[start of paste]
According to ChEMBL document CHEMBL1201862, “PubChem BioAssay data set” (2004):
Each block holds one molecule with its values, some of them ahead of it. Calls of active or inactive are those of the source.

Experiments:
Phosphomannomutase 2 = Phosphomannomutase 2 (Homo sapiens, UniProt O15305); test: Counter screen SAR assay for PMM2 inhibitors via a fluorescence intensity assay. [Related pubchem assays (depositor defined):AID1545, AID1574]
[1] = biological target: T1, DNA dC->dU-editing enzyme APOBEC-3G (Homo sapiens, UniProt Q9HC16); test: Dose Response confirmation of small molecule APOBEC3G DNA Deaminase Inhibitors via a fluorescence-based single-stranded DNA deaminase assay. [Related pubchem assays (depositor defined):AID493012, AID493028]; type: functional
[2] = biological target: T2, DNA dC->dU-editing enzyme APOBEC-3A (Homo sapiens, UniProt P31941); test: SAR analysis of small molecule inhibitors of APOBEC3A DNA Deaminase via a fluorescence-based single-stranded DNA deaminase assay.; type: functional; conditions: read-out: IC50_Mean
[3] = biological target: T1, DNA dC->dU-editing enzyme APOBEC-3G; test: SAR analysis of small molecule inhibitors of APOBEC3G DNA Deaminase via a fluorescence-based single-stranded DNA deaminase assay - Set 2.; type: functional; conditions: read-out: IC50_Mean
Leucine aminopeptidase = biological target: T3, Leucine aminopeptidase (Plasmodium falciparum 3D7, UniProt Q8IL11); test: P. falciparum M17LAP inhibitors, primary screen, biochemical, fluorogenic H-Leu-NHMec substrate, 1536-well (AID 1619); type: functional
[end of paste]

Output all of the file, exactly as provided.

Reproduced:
According to ChEMBL document CHEMBL1201862, “PubChem BioAssay data set” (2004):
Each block holds one molecule with its values, some of them ahead of it. Calls of active or inactive are those of the source.

Experiments:
Phosphomannomutase 2 = Phosphomannomutase 2 (Homo sapiens, UniProt O15305); test: Counter screen SAR assay for PMM2 inhibitors via a fluorescence intensity assay. [Related pubchem assays (depositor defined):AID1545, AID1574]
[1] = biological target: T1, DNA dC->dU-editing enzyme APOBEC-3G (Homo sapiens, UniProt Q9HC16); test: Dose Response confirmation of small molecule APOBEC3G DNA Deaminase Inhibitors via a fluorescence-based single-stranded DNA deaminase assay. [Related pubchem assays (depositor defined):AID493012, AID493028]; type: functional
[2] = biological target: T2, DNA dC->dU-editing enzyme APOBEC-3A (Homo sapiens, UniProt P31941); test: SAR analysis of small molecule inhibitors of APOBEC3A DNA Deaminase via a fluorescence-based single-stranded DNA deaminase assay.; type: functional; conditions: read-out: IC50_Mean
[3] = biological target: T1, DNA dC->dU-editing enzyme APOBEC-3G; test: SAR analysis of small molecule inhibitors of APOBEC3G DNA Deaminase via a fluorescence-based single-stranded DNA deaminase assay - Set 2.; type: functional; conditions: read-out: IC50_Mean
Leucine aminopeptidase = biological target: T3, Leucine aminopeptidase (Plasmodium falciparum 3D7, UniProt Q8IL11); test: P. falciparum M17LAP inhibitors, primary screen, biochemical, fluorogenic H-Leu-NHMec substrate, 1536-well (AID 1619); type: functional